Meanwhile, Corporal Carrie Welles seeks revenge. Consumed with demons from her past two missions, she goes rogue in the hope that her actions will end all the pain and suffering the Aurora team has endured. But will facing the enemy free them all from Sharley’s cruel grasp, or has she condemned herself to a suicide mission?
As the mystery of Sharley and UNFASP unfolds and lives hang in the balance, Harris and Carrie are forced to search deep inside themselves, and what they find will shock them.
Epic contemporary fantasy: read a sample here.
Dragon wine could save them. Or bring about their destruction.
Since the moon shattered, the once peaceful and plentiful world has become a desolate wasteland. Factions fight for ownership of the remaining resources as pieces of the broken moon rain down, bringing chaos, destruction and death.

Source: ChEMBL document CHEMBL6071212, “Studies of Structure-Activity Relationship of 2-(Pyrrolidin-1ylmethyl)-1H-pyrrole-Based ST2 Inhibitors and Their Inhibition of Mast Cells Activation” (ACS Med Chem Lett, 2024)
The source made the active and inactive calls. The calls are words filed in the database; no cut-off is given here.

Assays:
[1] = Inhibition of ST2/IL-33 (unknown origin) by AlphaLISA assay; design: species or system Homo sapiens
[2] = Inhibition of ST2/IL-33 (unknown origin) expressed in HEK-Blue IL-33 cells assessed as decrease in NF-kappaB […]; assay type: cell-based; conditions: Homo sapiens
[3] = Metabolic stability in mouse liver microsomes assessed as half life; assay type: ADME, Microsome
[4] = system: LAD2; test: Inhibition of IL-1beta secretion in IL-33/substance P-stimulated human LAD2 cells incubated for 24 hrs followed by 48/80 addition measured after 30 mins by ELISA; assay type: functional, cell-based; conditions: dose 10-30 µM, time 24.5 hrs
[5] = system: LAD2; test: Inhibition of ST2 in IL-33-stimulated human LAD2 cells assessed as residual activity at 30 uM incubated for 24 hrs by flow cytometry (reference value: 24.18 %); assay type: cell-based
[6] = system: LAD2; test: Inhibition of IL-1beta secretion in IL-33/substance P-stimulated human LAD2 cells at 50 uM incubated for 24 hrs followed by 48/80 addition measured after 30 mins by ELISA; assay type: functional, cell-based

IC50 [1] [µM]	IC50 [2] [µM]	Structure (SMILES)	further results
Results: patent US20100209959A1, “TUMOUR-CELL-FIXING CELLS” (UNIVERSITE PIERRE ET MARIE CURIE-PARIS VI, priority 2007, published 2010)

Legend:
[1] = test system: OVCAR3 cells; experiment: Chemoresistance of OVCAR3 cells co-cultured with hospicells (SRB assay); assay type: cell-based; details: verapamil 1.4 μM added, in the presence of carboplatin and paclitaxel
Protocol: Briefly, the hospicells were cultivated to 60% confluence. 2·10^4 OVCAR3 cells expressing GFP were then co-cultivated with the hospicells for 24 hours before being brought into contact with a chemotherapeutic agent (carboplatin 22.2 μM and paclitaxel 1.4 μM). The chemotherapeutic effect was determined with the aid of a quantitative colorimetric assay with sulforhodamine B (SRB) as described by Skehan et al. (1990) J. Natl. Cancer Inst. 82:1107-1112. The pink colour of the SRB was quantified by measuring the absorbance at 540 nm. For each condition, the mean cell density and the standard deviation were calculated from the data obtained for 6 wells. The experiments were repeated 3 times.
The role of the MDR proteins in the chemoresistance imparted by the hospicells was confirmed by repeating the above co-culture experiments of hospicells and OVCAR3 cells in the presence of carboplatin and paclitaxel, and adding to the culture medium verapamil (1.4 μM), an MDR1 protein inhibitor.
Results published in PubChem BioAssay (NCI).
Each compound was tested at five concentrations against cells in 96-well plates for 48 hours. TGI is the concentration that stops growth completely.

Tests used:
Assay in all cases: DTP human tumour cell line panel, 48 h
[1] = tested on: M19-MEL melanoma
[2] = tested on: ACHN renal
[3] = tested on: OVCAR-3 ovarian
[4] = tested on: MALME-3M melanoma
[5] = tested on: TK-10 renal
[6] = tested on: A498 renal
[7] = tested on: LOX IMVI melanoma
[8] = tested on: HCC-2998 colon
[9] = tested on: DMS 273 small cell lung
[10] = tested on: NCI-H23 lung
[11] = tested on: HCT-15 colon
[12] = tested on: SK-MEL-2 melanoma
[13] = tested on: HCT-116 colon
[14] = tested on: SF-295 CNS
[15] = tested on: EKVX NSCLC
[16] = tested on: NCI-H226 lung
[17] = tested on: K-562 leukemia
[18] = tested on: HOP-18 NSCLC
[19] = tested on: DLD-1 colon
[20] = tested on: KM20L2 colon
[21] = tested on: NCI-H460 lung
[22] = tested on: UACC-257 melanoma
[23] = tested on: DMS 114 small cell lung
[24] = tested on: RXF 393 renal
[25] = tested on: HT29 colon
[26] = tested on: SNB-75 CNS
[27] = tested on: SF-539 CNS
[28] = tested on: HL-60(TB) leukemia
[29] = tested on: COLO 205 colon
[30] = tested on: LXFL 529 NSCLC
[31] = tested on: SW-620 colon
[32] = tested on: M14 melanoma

The most precious of these resources is dragon wine – a life-giving drink made from the essence of dragons. But the making of the wine is perilous and so is undertaken by prisoners. Perhaps even more dangerous than the wine production is the Inspector, the sadistic ruler of the prison vineyard who plans to use the precious drink to rule the world.
There are only two people that stand in his way. Brill, a young royal rebel who seeks to bring about revolution, and Salinda, the prison’s best vintner and possessor of a powerful and ancient gift that she is only beginning to understand. To stop the Inspector, Salinda must learn to harness her power so that she and Brill can escape, and stop the dragon wine from falling into the wrong hands.